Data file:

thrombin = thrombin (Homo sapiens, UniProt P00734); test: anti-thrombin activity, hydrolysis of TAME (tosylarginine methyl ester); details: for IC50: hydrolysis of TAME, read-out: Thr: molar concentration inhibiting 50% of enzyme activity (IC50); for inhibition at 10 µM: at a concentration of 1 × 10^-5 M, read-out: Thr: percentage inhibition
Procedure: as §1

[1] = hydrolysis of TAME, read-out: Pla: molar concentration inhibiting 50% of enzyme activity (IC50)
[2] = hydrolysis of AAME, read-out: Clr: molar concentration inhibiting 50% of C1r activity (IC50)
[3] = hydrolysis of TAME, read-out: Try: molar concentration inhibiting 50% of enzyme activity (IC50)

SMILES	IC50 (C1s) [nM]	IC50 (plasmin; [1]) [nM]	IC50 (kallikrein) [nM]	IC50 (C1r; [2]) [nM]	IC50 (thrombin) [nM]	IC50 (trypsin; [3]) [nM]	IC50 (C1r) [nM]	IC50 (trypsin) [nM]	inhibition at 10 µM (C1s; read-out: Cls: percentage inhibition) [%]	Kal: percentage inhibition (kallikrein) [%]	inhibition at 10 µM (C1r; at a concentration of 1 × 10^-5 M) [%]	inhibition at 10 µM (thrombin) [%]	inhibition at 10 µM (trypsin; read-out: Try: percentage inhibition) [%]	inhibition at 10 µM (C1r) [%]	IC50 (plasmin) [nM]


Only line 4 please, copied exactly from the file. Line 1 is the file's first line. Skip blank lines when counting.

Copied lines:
[2] = hydrolysis of AAME, read-out: Clr: molar concentration inhibiting 50% of C1r activity (IC50)